The Council of Europe’s Group of States against Corruption (GRECO) mentions the classified protocols concluded between the General Prosecutor’s Office and the Romanian Intelligence Service in the compliance report on Romania released on Tuesday, a CoE spokesperson told AGERPRES on Tuesday, in response to a statement by Chairman of the Romanian Senate Calin Popescu-Tariceanu.
Tariceanu, who is also the national leader of the Alliance of Liberals and Democrats (ALDE), minor at rule, wrote on Facebook that GRECO experts „had nothing to say about revelations of the last years,” mentioning secret protocols or court cases built on order.
In the compliance report assessing progress in implementing measures recommended in 2015 to prevent corruption in respect of MPs, judges and prosecutors, released on Tuesday, GRECO is concerned over the continuing political tensions in Romania over the reforms in the justice system, with its potentially detrimental consequences to combating corruption.
In a footnote to this conclusion mentioned by the CoE spokesperson, GRECO notes with regret that the recent publication of classified protocols concluded between the National Prosecutor’s Office and the Romanian Intelligence Service raised questions as to the independence of the prosecution and the admissibility of evidence obtained in numerous anti-corruption cases, thus undermining the credibility of previously highly-praised anti-corruption efforts.
GRECO refers to the Constitutional Court decision No. 26/2019 of 16 January 2019, where it is noted that such practices infringe upon the legal security of citizens and ordered all prosecutors’ offices and courts of the land to verify in all pending trials if criminal procedural rules have been observed and ‘to take appropriate legal measures’.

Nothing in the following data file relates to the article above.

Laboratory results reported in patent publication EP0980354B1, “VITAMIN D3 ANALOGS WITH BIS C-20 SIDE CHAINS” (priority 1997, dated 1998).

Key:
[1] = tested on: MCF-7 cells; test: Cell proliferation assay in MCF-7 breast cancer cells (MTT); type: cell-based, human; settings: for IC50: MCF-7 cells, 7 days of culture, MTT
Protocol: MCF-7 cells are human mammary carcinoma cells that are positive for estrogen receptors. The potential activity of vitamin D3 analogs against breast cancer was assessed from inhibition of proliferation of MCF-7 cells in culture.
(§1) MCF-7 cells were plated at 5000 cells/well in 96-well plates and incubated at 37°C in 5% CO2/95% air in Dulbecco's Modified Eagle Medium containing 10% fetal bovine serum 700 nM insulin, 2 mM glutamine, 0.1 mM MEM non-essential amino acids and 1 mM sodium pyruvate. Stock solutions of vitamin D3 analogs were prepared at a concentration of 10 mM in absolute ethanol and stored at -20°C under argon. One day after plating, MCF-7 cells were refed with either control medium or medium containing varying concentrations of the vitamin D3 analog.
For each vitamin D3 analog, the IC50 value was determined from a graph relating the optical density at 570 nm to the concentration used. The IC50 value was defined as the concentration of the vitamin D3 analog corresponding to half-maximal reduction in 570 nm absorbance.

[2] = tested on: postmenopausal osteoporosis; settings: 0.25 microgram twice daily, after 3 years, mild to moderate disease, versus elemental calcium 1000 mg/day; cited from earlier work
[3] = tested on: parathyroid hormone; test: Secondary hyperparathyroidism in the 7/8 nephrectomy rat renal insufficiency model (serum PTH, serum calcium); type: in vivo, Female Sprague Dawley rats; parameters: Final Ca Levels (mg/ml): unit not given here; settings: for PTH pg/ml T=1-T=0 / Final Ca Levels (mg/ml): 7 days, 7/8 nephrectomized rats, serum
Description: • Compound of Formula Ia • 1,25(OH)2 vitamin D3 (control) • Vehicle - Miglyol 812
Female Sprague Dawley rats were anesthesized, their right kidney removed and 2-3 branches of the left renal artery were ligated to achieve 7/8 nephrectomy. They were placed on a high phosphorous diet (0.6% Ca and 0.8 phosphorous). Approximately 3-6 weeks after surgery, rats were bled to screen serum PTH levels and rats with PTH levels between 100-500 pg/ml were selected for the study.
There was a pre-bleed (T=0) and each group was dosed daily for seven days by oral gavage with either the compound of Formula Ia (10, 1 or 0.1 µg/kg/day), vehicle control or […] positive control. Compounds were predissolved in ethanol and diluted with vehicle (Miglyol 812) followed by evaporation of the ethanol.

Romania has made very little progress to put in place measures to prevent corruption among parliamentarians, judges and prosecutors and to address the concerns raised by its controversial judicial reform, says GRECO in two reports published on Tuesday, adding that it is deeply concerned by the fact that the authorities have disregarded the recommendation to abandon the setting-up of the section for the investigation of the offences in the judiciary.
Consequently, GRECO calls on the Romanian authorities to take determined action to achieve tangible progress as soon as possible. It welcomes, in this context, that on 4 June the Romanian Prime Minister announced the intention to abandon the controversial judicial reforms.
In its report assessing Romania’s progress with implementing measures recommended in 2015 to prevent corruption in respect of MPs, judges and prosecutors, GRECO concludes that Romania has only fully complied with four of thirteen recommendations, whilst it has partly implemented three and not implemented six.
In a follow up report evaluating compliance with the recommendations issued in an ad hoc report concerning the judicial reform prepared under its urgent evaluation procedure in 2018, GRECO finds that the Romanian authorities have only implemented one out of five recommendations.